Academia-to-Industry Transitions: A Strategic Approach

 In Academic Clients

If you are an academic thinking of applying for roles in the corporate world, consider these 5 ideas when preparing your career documents. Whatever drives your choice to leave academia, you bring a wealth of experience and the soft skills that are essential for any healthy business. Focus on the resources you have and the value you can deliver in your new roles.

Increasing Confidence:

In any transition, the key factor is to sum up the strengths you are taking with you to the next step and strategize how you will apply them. To assess the full scope of your transferable skills, review your career history with target role requirements in mind, identify examples of skills that are closely related, and highlight these skills. Condense early roles that are not pertinent.

Targeting an Appropriate Level:

Starting at a lower level is a major misconception that comes up again and again in conversations with my clients. Unless you specifically want a lower-level role, you need to focus on your desired and/or optimal next place to be. Read job descriptions carefully, highlight key requirements, and assess your background to explain how you are the right match.

Showing Knowledge of the Target Industry and Employer:

Academics do not work in a vacuum, and you already have a particular level of understanding of your target (corporate) industry, its key players, and trends. Review your experience at conferences and professional association memberships, do some networking, attend webinars, and reflect on the past collaborative projects for examples of transferable achievements. Think of all the stakeholders and partners you interacted with outside of academia. Research target employers to have meaningful conversations about their needs and scope of work.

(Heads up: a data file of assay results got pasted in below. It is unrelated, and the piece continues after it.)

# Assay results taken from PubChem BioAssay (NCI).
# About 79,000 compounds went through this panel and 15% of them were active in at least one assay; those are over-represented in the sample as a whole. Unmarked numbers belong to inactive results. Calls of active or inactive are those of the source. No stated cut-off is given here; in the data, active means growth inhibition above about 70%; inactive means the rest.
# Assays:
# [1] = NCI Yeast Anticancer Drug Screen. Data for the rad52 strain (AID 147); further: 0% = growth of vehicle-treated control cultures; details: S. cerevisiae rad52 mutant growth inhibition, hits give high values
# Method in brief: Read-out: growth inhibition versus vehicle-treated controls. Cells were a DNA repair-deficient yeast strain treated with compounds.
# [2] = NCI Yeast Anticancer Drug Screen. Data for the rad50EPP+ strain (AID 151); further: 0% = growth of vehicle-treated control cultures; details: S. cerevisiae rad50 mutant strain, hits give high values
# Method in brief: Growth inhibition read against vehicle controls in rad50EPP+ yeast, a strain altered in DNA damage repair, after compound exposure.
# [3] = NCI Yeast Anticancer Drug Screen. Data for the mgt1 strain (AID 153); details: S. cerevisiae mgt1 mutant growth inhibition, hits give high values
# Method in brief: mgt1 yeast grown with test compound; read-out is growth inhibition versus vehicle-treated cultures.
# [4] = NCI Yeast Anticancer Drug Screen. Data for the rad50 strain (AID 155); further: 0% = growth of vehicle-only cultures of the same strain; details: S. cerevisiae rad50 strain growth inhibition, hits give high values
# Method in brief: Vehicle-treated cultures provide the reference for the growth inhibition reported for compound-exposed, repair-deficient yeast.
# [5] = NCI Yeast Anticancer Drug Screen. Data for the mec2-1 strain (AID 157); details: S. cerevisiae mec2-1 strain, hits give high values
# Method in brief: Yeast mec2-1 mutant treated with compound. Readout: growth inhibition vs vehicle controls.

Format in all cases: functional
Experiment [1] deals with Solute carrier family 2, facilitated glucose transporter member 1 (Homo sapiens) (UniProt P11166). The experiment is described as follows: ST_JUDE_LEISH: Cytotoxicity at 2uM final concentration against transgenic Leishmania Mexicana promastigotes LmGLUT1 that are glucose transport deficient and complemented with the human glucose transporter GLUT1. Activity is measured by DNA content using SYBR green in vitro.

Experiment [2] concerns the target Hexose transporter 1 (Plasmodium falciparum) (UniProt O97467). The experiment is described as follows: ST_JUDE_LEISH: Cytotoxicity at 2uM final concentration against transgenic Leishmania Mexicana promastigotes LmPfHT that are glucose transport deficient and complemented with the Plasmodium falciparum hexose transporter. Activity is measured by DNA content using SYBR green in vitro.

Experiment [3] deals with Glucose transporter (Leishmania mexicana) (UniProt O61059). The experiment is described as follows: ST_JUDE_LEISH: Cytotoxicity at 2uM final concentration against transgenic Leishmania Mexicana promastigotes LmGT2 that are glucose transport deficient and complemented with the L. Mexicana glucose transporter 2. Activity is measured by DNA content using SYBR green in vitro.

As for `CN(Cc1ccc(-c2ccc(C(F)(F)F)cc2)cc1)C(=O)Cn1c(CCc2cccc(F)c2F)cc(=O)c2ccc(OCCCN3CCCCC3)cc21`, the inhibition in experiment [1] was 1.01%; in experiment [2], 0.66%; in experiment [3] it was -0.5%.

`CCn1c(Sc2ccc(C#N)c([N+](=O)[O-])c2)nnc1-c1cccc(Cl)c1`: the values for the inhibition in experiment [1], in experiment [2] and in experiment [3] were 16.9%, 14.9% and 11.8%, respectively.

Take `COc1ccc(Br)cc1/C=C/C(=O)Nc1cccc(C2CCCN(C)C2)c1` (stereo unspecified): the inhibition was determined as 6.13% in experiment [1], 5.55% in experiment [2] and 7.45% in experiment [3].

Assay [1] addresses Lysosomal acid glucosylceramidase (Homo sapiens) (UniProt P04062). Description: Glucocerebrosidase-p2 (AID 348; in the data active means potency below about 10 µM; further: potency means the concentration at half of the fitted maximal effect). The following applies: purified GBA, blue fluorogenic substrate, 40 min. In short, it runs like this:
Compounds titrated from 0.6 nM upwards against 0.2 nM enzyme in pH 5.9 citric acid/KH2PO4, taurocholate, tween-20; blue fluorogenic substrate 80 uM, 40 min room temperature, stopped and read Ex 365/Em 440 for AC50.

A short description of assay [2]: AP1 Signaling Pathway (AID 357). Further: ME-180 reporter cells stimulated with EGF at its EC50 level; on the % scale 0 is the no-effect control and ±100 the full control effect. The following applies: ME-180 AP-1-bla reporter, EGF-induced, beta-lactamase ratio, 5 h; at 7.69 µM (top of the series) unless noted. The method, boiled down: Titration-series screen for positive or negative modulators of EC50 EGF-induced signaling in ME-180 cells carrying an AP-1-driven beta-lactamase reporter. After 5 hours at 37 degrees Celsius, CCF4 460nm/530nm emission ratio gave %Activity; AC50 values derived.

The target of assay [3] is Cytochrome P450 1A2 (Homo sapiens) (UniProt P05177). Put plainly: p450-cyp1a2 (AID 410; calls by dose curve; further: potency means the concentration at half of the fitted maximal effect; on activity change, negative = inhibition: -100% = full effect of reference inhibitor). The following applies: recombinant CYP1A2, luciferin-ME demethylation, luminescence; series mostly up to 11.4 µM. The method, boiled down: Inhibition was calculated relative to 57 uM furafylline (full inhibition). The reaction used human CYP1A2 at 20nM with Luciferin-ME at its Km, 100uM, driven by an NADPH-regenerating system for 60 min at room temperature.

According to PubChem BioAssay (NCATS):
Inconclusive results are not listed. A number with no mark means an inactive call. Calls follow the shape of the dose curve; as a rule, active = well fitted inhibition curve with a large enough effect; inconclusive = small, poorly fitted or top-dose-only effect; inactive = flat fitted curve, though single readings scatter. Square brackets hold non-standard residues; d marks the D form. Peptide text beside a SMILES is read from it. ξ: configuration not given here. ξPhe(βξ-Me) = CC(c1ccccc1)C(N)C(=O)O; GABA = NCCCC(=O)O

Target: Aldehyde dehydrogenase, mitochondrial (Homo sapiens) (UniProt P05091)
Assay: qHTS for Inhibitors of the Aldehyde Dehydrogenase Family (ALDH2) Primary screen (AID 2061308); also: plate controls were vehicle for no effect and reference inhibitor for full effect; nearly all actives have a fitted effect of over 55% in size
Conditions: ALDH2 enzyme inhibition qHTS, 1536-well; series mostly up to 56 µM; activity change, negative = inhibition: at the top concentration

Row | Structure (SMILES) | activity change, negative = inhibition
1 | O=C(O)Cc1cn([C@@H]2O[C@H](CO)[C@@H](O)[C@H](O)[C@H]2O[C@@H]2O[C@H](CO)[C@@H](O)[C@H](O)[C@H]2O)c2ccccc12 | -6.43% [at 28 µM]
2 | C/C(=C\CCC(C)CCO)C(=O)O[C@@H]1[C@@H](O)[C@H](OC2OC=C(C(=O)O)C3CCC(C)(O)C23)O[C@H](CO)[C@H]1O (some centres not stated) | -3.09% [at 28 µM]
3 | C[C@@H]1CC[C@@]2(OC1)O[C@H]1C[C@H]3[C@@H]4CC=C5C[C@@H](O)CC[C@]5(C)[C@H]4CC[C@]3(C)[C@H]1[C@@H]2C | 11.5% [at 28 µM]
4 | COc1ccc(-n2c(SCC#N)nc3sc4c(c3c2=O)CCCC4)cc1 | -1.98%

Understanding The Target Role:

Print out the job description, mark the top requirements, and identify additional important keywords. When preparing your career materials, strive to address all of these requirements with specific examples – qualify and quantify achievements and be precise about the outcomes of your work (positive student evaluations, publications, improvements to policies or programs, new teaching methods introduced, processes improved, costs saved, essential decisions initiated, etc.).

Following Up:

Once your applications are sent, identify and contact decision-makers to express your interest.


About the author:

Tanya Mykhaylychenko is a professional resume writer with a background in content writing, university teaching, and IT staffing. She is a member of Editors Canada and Career Professionals of Canada. For more information, please visit or contact her at to schedule a free introductory consultation.

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